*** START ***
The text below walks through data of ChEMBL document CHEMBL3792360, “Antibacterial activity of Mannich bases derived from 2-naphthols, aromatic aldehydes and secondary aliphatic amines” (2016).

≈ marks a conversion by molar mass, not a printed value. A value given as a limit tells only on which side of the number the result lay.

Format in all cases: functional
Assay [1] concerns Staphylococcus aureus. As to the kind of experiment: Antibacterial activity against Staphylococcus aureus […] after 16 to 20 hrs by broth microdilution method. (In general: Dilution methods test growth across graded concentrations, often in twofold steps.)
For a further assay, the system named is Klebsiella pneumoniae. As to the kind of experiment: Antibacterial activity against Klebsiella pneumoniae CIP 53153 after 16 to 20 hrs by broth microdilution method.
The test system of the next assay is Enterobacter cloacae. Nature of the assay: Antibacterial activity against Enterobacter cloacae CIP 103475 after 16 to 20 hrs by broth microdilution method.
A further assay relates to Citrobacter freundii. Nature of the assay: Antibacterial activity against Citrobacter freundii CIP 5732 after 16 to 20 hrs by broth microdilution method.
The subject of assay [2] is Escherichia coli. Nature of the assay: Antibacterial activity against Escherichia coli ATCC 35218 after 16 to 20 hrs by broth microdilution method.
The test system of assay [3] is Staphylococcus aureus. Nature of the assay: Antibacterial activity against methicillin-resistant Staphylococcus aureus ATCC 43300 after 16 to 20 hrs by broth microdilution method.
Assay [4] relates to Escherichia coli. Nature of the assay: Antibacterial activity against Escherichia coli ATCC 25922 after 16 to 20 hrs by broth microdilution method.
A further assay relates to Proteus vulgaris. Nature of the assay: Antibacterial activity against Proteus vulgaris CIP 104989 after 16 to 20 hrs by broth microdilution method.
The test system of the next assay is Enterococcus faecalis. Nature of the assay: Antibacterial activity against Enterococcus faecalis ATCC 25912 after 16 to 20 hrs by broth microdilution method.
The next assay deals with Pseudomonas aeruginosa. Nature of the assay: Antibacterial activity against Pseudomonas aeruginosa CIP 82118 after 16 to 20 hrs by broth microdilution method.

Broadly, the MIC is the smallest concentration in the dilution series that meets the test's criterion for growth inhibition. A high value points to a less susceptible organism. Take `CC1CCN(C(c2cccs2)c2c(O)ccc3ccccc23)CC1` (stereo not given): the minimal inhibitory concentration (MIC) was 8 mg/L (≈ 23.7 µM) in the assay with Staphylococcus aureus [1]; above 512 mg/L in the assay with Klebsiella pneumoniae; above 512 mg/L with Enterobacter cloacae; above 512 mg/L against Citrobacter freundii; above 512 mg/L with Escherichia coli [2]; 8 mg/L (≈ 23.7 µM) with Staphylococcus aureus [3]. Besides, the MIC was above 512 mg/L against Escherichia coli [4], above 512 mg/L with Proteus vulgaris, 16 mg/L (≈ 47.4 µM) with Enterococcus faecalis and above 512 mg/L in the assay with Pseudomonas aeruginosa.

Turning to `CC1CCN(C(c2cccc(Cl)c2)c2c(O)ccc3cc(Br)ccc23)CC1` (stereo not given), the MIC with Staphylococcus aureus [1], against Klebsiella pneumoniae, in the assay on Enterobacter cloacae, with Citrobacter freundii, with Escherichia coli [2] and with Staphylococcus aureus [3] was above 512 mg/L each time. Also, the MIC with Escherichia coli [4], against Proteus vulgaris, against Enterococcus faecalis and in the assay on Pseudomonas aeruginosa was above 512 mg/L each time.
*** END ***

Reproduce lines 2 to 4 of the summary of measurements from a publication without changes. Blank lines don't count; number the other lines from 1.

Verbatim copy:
≈ marks a conversion by molar mass, not a printed value. A value given as a limit tells only on which side of the number the result lay.

Format in all cases: functional
Assay [1] concerns Staphylococcus aureus. As to the kind of experiment: Antibacterial activity against Staphylococcus aureus […] after 16 to 20 hrs by broth microdilution method. (In general: Dilution methods test growth across graded concentrations, often in twofold steps.)